Concrete tower blocks have become the bogeymen for all manner of ills – but what’s really behind it?

Antipathy to the “concrete jungle” is rooted in the assumption that concrete-heavy environments are by nature detrimental to psychological health. One study of more than 4 million Swedes, published in 2004 in the British Journal of Psychiatry, seemed to suggest that moving from a rural to an urban environment had a detrimental effect on individuals’ mental health. Researchers at Exeter University, meanwhile, have used data from the British Household Panel Survey to show that mental health is improved in the long term by moving to greener areas.

‘Inspired by the artifacts of war’: Ernö Goldfinger’s 27-storey Balfron Tower in Poplar, east London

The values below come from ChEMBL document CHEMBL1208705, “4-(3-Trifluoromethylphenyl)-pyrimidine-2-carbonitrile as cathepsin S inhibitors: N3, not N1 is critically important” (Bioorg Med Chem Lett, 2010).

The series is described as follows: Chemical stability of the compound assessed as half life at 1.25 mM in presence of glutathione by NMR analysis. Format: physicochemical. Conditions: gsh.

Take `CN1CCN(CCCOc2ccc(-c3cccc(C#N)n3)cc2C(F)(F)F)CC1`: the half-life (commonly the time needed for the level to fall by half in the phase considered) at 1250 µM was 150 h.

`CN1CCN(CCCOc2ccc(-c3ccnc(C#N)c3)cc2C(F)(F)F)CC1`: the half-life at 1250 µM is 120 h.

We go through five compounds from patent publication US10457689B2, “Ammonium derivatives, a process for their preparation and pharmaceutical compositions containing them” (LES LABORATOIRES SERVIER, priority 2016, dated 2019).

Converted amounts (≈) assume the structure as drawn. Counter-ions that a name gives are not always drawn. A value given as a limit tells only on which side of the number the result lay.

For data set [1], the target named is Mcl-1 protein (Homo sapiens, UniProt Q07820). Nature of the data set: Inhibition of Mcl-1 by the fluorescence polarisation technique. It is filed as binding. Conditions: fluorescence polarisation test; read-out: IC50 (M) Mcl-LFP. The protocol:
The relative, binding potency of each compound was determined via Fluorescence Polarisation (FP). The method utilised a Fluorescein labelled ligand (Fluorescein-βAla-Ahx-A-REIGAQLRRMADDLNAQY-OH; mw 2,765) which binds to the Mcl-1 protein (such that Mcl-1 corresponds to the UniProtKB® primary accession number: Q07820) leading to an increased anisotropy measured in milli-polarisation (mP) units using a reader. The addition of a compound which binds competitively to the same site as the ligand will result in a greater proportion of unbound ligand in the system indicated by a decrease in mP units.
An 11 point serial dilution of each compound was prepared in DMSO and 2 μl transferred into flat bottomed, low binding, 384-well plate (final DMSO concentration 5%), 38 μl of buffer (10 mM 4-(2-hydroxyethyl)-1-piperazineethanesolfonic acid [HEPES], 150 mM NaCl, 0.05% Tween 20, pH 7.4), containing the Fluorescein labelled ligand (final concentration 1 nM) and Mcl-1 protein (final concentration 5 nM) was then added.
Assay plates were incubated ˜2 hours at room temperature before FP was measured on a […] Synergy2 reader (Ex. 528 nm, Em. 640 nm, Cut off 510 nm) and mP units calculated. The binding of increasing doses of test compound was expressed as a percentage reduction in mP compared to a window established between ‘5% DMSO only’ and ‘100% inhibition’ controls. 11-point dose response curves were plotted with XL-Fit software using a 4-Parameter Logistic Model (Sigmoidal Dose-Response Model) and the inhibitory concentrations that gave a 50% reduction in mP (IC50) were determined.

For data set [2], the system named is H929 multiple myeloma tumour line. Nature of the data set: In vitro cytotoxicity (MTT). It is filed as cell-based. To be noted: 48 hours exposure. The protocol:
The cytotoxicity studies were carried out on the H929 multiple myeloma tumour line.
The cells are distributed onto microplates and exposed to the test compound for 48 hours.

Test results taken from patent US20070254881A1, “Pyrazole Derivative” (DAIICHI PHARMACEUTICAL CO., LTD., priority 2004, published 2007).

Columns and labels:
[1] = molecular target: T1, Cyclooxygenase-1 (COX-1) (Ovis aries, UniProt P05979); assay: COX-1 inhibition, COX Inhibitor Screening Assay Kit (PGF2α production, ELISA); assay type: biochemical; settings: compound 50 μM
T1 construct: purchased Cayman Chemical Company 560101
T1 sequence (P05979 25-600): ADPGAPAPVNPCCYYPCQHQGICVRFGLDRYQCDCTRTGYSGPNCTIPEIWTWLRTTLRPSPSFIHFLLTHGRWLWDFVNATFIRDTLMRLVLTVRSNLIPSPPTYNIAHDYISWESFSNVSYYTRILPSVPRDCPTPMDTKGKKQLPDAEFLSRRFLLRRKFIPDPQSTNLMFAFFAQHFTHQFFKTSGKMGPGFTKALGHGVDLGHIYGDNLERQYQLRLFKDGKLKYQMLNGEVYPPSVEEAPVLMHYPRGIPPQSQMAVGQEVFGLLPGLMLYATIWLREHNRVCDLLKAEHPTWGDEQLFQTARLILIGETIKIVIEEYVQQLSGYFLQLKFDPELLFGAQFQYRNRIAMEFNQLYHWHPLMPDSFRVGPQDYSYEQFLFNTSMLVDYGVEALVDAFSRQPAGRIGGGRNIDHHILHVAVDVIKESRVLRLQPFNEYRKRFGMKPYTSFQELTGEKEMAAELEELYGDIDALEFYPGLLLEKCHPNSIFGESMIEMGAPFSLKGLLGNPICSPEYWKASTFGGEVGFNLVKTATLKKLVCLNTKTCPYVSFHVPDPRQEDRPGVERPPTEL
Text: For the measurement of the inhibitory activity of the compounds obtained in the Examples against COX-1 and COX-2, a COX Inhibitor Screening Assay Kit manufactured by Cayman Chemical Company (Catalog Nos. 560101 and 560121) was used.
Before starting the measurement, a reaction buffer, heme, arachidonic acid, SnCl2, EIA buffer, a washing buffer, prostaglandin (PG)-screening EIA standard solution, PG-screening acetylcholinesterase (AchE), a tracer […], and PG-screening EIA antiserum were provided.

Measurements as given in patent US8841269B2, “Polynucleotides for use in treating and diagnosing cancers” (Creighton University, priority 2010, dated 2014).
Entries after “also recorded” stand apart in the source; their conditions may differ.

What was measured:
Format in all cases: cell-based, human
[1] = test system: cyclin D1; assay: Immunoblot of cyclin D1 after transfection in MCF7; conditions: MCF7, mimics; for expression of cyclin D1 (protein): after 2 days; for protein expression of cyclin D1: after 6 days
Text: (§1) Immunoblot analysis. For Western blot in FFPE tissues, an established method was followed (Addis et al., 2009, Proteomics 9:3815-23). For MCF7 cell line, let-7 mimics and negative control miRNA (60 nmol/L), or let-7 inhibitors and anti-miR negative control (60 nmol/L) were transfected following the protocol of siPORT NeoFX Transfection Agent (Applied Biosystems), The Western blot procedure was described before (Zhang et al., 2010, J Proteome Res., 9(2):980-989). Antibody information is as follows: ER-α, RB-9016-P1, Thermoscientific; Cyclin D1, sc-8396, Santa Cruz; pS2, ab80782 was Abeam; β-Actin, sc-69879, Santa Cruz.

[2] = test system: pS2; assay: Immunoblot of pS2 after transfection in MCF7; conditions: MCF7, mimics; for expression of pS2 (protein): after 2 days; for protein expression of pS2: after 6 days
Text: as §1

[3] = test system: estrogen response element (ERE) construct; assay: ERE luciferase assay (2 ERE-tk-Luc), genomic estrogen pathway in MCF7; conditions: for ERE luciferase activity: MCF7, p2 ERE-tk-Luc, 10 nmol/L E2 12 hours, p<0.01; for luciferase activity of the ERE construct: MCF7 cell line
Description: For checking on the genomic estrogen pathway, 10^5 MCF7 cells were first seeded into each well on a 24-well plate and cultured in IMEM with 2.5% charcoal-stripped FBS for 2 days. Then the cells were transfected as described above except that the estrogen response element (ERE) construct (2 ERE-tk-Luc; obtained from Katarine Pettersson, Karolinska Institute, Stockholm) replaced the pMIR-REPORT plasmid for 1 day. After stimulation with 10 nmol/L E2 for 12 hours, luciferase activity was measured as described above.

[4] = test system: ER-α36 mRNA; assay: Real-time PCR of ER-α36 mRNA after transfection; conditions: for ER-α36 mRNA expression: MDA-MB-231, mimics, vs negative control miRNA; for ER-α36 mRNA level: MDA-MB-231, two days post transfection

‘Inspired by the artifacts of war’: Ernö Goldfinger’s 27-storey Balfron Tower in Poplar, east London © Justin Tallis/AFP/Getty Images

... in the lean decades after the war, concrete was often used experimentally to build urgently needed housing, and in direct response to shortages of traditional materials and skilled labour.

Others go further, arguing that the legacy of concrete is nothing short of the success of the welfare state, reliant as it was on a creative and transformative physical infrastructure. “If you look at early 20th-century rates of child mortality in Birmingham – these things saved lives,” says Otto Saumarez Smith, a historian of postwar British planning at Warwick University, of concrete buildings. “Nebulous ideas about ‘community’ look small compared to that.”

This is the point: getting people housed in better conditions was a job that had to be done. “At the time, a lot of people didn’t necessarily believe that they were long-term solutions,” says Grindrod of the huge 1960s estates he and I lived on. “They were seen as stopgaps to getting somewhere – they weren’t designed to be there in 400 years.” The same goes for now-desirable Victorian terrace houses. Balfron Tower, with its bespoke concrete design, is today being turned into luxury housing.